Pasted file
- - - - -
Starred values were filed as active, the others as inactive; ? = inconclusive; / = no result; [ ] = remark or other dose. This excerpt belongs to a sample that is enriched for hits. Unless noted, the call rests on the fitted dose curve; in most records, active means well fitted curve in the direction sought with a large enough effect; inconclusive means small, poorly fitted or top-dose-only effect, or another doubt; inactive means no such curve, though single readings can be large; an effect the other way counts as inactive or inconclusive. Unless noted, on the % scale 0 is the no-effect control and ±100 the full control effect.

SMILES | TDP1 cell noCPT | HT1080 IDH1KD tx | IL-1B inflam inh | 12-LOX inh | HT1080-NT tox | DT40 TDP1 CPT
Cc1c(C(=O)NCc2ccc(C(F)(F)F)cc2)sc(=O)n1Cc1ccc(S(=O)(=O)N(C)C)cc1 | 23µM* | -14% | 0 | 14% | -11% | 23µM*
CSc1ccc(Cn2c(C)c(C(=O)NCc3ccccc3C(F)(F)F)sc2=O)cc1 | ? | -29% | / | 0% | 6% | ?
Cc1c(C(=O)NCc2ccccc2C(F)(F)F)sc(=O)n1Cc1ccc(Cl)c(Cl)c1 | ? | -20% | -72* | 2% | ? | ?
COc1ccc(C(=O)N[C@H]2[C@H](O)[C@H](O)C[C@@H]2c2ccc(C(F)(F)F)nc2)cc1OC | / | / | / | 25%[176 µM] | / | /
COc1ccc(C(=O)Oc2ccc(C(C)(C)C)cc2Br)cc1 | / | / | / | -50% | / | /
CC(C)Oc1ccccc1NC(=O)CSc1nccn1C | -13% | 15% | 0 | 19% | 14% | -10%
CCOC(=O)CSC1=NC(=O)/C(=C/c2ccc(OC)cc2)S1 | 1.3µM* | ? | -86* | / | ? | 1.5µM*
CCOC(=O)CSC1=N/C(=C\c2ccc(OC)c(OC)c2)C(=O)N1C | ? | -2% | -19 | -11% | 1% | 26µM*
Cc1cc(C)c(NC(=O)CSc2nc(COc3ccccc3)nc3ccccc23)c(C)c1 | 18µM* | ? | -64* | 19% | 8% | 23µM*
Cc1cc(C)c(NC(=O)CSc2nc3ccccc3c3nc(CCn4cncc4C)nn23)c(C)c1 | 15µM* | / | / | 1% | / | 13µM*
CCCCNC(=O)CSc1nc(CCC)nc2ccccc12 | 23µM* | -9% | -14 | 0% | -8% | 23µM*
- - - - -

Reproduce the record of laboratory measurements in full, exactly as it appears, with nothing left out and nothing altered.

Starred values were filed as active, the others as inactive; ? = inconclusive; / = no result; [ ] = remark or other dose. This excerpt belongs to a sample that is enriched for hits. Unless noted, the call rests on the fitted dose curve; in most records, active means well fitted curve in the direction sought with a large enough effect; inconclusive means small, poorly fitted or top-dose-only effect, or another doubt; inactive means no such curve, though single readings can be large; an effect the other way counts as inactive or inconclusive. Unless noted, on the % scale 0 is the no-effect control and ±100 the full control effect.

SMILES | TDP1 cell noCPT | HT1080 IDH1KD tx | IL-1B inflam inh | 12-LOX inh | HT1080-NT tox | DT40 TDP1 CPT
Cc1c(C(=O)NCc2ccc(C(F)(F)F)cc2)sc(=O)n1Cc1ccc(S(=O)(=O)N(C)C)cc1 | 23µM* | -14% | 0 | 14% | -11% | 23µM*
CSc1ccc(Cn2c(C)c(C(=O)NCc3ccccc3C(F)(F)F)sc2=O)cc1 | ? | -29% | / | 0% | 6% | ?
Cc1c(C(=O)NCc2ccccc2C(F)(F)F)sc(=O)n1Cc1ccc(Cl)c(Cl)c1 | ? | -20% | -72* | 2% | ? | ?
COc1ccc(C(=O)N[C@H]2[C@H](O)[C@H](O)C[C@@H]2c2ccc(C(F)(F)F)nc2)cc1OC | / | / | / | 25%[176 µM] | / | /
COc1ccc(C(=O)Oc2ccc(C(C)(C)C)cc2Br)cc1 | / | / | / | -50% | / | /
CC(C)Oc1ccccc1NC(=O)CSc1nccn1C | -13% | 15% | 0 | 19% | 14% | -10%
CCOC(=O)CSC1=NC(=O)/C(=C/c2ccc(OC)cc2)S1 | 1.3µM* | ? | -86* | / | ? | 1.5µM*
CCOC(=O)CSC1=N/C(=C\c2ccc(OC)c(OC)c2)C(=O)N1C | ? | -2% | -19 | -11% | 1% | 26µM*
Cc1cc(C)c(NC(=O)CSc2nc(COc3ccccc3)nc3ccccc23)c(C)c1 | 18µM* | ? | -64* | 19% | 8% | 23µM*
Cc1cc(C)c(NC(=O)CSc2nc3ccccc3c3nc(CCn4cncc4C)nn23)c(C)c1 | 15µM* | / | / | 1% | / | 13µM*
CCCCNC(=O)CSc1nc(CCC)nc2ccccc12 | 23µM* | -9% | -14 | 0% | -8% | 23µM*